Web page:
Ranking the films of Jean Renoir

Until the last decade many of the films that made Jean Renoir’s reputation in France moldered in reel-to-reel versions at university libraries. Now it’s clear how astonishingly those 1930s films meshed complementary tones, bawdiness, and a leftism he found indivisible from curiosity: the loving depiction of the improvised co-op in The Crime of Monsieur Lange, the proletarian romance in La Chienne, the beauty and terror of a young girl seduced in A Day in the Country. If he had never written and directed Grand Illusion and, god, The Rules of The Game, Renoir would already have proven himself a worthwhile member of the pantheon.

Flummoxed by the rigid sets and literal methods of Hollywood film production, Renoir made a couple of worthwhile American pictures during his World War II-era American sojourn. The third act of his career, during which his reputation rose to heights from which it has never plummeted, saw a fascinating but often ungainly and strained fusions of realism and artifice; one day I may love Elena and Her Men as something other than a delightful pastry, or can hear past the infelicities of language in The River.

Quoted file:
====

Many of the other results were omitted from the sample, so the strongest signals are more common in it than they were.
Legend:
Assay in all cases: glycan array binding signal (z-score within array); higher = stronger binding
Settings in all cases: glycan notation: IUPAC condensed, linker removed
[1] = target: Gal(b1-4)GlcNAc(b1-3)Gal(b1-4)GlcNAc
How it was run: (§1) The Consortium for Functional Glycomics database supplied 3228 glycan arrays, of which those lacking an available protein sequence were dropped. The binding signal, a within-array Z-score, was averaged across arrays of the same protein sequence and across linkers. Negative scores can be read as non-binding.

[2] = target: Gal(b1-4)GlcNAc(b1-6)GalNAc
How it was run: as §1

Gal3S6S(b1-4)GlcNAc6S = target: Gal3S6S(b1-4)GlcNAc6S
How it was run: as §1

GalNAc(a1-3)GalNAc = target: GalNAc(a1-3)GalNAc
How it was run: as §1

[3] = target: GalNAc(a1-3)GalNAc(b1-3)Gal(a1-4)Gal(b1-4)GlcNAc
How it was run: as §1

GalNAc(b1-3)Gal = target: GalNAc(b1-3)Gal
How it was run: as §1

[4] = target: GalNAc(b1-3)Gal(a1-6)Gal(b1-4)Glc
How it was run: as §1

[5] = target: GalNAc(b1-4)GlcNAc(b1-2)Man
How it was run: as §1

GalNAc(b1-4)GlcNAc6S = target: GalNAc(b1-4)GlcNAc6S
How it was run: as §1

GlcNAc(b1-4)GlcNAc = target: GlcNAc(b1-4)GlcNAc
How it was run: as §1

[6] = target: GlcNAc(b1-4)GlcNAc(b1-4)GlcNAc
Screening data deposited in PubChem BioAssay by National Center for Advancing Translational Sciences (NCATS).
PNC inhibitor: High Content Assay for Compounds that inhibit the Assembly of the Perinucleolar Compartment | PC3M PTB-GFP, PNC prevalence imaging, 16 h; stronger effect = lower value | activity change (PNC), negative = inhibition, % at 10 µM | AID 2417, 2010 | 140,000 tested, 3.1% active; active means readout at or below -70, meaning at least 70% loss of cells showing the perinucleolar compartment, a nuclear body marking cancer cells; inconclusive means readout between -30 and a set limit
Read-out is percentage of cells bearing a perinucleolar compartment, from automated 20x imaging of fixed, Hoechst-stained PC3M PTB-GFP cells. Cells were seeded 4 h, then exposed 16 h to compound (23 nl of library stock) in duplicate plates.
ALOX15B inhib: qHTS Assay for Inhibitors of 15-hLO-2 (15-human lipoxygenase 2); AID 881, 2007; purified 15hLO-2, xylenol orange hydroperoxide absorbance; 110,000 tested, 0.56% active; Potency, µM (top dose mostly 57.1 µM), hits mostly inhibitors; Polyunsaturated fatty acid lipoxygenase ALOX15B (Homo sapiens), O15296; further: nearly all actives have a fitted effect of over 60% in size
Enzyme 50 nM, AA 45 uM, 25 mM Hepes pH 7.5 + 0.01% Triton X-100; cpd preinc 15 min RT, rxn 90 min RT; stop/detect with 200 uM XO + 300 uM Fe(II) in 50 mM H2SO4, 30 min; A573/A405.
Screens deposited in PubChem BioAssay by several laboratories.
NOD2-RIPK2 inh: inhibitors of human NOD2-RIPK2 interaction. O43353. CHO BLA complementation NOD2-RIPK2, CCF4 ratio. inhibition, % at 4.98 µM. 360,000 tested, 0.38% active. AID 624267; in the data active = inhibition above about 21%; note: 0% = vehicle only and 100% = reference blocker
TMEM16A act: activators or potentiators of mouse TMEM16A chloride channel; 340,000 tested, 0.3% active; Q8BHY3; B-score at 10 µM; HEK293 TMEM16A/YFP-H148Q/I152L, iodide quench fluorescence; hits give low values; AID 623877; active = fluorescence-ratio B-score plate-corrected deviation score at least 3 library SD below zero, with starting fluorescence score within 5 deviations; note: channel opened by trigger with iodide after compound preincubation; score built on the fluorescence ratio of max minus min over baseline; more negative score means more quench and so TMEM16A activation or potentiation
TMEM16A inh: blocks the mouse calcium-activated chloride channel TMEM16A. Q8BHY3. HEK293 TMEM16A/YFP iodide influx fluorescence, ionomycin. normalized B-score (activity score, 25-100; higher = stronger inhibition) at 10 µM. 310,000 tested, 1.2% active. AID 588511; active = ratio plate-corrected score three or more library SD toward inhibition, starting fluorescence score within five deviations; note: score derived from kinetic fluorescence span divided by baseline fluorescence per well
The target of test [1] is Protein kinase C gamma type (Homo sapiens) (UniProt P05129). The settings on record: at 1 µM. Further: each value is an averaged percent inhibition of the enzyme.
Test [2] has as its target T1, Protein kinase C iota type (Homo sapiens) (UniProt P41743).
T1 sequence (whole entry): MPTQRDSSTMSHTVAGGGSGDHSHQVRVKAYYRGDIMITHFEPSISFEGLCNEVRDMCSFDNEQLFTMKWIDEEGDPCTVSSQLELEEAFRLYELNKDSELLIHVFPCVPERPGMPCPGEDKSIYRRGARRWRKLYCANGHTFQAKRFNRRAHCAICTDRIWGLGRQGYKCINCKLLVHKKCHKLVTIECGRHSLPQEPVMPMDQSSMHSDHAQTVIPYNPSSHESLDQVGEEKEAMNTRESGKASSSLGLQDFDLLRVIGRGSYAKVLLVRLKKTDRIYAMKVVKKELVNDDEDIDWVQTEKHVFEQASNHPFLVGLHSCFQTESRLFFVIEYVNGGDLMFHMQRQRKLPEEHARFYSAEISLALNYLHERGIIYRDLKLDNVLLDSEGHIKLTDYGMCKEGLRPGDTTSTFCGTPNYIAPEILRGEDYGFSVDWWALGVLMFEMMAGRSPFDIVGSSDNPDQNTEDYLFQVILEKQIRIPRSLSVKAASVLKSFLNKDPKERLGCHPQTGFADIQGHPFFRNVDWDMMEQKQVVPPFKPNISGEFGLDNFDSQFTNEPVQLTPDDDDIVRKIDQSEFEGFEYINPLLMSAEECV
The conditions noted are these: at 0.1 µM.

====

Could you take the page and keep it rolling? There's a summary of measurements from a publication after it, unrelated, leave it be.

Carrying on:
I haven’t seen everything, La Marseillaise and This Land Is Mine in particular. But here’s how I’ve ranked the goods, and the order in which first timers should watch them. Finally, Pascal Mérigeau’s 2012 biography, translated in 2016, is fulsome in every sense — like the master he honors.


Elena and Her Men
French Cancan

Sound, Solid

The Lower Depths
Diary of a Chambermaid
This Land Is Mine
Madame Bovary
Swamp Water
The Golden Coach

Good to Great

The Rules of the Game
A Day in the Country
Grand Illusion
The Crime of Monsieur Lange
La Chienne
La Bête Humaine
Boudu Saved From Drowning
The Southerner
The River

The Jury’s Out

La Marseillaise
The Woman on the Beach
Picnic on the Grass
The Elusive Corporal

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